Food trucks will now be able to serve customers on local streets for up to two hours. They will not, however, be able to stay longer than the time allocated by the meter zone they’re parked in.
The previous one-hour limit had led to complaints and even legal challenges from food truck owners who argued that an hour doesn’t give them enough time to serve hungry customers in busy parts of the county where parking is at a premium.
“The extension of the vending time better reflects typical lunch hours and more closely aligns with the metered parking zones in Arlington,” the county said in a press release. “More than 90 percent of metered parking spaces within Arlington’s metro station areas are regulated for two or more hours.”
In voting unanimously for the change, Board members said food trucks are increasingly integral part of the community.
“Street vending has become a growing part of the retail scene in Arlington,” said County Board Chair Walter Tejada. “These changes, by giving vendors flexibility and ensuring consistent enforcement, provide balance and clarity for all of Arlington’s businesses that serve customers.”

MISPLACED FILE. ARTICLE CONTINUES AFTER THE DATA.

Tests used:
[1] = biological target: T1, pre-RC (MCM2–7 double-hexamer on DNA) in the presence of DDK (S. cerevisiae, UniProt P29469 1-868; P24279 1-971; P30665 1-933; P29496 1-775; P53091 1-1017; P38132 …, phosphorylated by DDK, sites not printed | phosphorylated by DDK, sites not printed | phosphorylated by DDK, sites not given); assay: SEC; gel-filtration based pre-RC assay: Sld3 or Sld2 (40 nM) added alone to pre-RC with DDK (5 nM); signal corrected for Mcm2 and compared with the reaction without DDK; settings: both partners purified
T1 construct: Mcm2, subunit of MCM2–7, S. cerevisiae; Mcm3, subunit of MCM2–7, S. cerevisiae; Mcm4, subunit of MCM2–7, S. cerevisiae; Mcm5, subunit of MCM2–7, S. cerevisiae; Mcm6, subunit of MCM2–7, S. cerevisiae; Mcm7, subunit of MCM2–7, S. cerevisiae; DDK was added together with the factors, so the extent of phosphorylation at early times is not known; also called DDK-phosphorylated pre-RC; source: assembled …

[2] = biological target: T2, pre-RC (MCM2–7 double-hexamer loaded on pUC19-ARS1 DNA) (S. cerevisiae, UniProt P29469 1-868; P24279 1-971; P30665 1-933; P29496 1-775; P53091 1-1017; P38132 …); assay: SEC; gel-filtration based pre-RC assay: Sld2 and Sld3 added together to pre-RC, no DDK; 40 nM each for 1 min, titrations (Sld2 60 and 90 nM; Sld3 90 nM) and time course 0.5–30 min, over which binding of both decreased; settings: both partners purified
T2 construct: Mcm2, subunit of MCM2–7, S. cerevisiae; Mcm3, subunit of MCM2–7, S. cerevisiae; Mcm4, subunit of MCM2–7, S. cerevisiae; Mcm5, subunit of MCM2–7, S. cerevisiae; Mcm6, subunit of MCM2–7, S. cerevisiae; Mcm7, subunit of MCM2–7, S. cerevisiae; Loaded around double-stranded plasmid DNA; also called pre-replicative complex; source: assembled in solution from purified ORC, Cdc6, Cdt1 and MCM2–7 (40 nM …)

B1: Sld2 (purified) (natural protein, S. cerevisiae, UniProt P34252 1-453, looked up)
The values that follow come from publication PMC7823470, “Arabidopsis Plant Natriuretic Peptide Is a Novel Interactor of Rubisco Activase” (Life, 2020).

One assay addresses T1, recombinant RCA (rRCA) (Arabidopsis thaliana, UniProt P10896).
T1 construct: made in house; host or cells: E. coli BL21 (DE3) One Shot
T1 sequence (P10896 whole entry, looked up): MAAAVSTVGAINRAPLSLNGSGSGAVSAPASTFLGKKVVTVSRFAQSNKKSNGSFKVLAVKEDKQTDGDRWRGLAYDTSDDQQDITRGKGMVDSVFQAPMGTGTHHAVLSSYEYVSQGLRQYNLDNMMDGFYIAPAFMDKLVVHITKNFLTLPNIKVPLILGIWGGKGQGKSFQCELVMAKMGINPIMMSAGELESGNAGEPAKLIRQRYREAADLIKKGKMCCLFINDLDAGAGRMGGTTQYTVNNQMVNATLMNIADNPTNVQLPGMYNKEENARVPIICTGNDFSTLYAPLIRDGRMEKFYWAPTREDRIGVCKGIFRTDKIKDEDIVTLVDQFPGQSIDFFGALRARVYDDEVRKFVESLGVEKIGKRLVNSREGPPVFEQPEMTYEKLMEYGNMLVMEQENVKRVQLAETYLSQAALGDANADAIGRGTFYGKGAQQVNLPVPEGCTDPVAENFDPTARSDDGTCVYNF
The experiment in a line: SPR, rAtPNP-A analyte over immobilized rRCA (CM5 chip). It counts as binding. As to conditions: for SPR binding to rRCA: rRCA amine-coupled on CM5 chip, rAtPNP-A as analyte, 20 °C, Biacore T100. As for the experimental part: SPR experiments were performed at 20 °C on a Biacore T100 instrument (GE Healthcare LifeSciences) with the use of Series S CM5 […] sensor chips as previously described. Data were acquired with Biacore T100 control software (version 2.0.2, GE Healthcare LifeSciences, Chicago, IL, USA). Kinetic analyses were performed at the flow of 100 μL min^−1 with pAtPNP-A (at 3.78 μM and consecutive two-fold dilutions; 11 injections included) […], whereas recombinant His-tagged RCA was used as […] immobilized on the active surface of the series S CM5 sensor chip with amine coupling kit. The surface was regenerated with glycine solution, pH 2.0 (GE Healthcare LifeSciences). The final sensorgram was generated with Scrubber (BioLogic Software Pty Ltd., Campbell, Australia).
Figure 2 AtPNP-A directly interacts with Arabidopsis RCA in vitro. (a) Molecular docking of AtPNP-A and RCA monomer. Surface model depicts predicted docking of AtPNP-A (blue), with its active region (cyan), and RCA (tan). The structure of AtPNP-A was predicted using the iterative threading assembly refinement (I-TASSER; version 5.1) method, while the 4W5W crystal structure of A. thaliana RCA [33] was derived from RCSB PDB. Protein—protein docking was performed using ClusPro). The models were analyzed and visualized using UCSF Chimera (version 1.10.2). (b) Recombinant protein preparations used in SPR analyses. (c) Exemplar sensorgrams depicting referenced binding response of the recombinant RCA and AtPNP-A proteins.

Doug Maheu, Arlington County Director of the Food Truck Association of Metropolitan Washington and owner of the Doug Food Dude food truck, said in a statement that food truck owners are largely pleased with the change, but would have liked even more time to vend.
Although the members of Metropolitan Washington Food Truck Association would not consider these amendments perfect, we do understand that they are a work in progress. We look forward to participating in future conversations with Arlington County as well as other stake holders on crafting equitable vending regulations. We applaud the Arlington County Board for moving forward to make Arlington a thriving diverse business community.
Maheu said food truck owners will continue to ask for four hour “block permits” that would allow even more vending time. As for the possibility of an influx of food trucks from D.C. to Arlington, should the District enact strict food truck regulations that have been proposed by Mayor Vincent Gray, Maheu said he’s not overly concerned.
“I believe that the market will take care of competition as it always done,” he said.
Maheu said he’s aware of 3 or 4 D.C. food trucks that have applied for permits to serve customers in Arlington, but added that he didn’t believe those applications were made in response to D.C.’s proposed regulations.